They came to raise money, they played, and they just plain kicked ass.
Two of New Jersey’s favorite sons, Bruce Springsteen and the E Street Band and Bon Jovi got the rebuilding going in the northeast as the two entertainers performed in the opening of the unprecedented 121212 Concert for Hurricane Sandy Relief.
The Boss kicked off the festivities with a power-packed set that was part call to arms and part revival as he ignited the crowd in Madison Square Garden with “Land of Hope and Dreams” and closed it with “Born To Run.”
In a gesture that spoke to the inclusiveness of the Asbury Park music and cultural scene that had been gutted by Hurricane Sandy, Springsteen invited New Jersey’s other favorite son, Jon Bon Jovi, to join him for the “last chance power drive”.
Sporting a black leather shirt, tight black jeans and a head of hair that is the envy of all men, the two ripped the doors off in what clearly was one of the night’s many classic highlights.
In a set scheduling that can only be described as odd, Pink Floyd’s Roger Waters followed with superbly crafted set of that band’s psychedelia that left many in the Twitterverse wondering why Bon Jovi wasn’t lined up directly after his appearance with Springsteen.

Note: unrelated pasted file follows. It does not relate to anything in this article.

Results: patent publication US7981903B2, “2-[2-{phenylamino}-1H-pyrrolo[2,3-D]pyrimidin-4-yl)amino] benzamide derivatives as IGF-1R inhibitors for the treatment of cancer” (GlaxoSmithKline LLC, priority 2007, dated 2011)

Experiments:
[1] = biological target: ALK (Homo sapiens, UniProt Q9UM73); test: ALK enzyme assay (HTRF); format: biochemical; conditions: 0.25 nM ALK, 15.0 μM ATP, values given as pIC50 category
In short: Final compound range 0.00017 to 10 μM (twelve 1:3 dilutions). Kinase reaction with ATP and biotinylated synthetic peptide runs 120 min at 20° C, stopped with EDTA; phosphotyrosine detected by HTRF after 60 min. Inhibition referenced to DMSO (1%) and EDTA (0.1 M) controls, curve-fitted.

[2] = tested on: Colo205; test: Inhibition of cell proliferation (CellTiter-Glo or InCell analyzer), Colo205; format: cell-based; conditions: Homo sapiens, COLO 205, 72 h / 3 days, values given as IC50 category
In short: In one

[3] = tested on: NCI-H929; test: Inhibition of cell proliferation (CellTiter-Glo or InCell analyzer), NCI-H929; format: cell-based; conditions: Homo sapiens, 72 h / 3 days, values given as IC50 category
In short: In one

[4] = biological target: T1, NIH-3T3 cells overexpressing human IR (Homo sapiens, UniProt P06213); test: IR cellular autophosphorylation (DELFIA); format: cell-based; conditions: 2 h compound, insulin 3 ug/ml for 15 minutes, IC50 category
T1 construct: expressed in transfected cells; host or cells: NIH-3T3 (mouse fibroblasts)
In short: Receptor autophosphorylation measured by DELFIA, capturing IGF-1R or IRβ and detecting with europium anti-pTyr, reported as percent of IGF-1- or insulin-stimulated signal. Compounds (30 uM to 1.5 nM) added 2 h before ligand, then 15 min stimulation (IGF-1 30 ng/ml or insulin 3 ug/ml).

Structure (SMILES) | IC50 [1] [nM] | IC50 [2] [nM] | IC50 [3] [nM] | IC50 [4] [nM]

When Bon Jovi finally took the stage with the legendary foils Jon Bon Jovi and stalwart companion guitarist Richie Sambora bringing the grooves, virtually everyone in Madison Square Garden was on their feet singing along to “It’s My Life,” “Livin’ On A Prayer” and “Wanted Dead or Alive.”
Guitarist Richie Sambora was in fine trim, playing stout and searing guitar while providing backing vocals that lent strength to the best vocal performance Jon Bon Jovi has delivered since early in the band’s ‘The Circle’ tour.
Returning the favor, Bon Jovi invited Bruce Springsteen up on stage for “Who Says You Can’t Go Home.”
Their “Born To Run” duet was inevitably going to be a hard act to follow, and though the song was appropriate for inspiring those hit by Hurricane Sandy to hope and pray they could return to devastated homes and lives, one wonders what kind of power might have erupted from a rousing “I Love This Town” instead.
Ever the politician and philanthropist in addition to being one of this generation’s great entertainers, Jon Bon Jovi thanked New York Governor Andrew Coumo and New Jersey Governor Chris Christie for putting aside political partisanship and focusing on recovery and rebuilding efforts for the voters who put them in office.
The 121212 Concert for Hurricane Sandy Relief was held to raise funds for the Robin Hood Foundation, a non-profit that will donate 100% of the proceeds to the relief and restoration to homes and lives torn asunder by the storm of the century.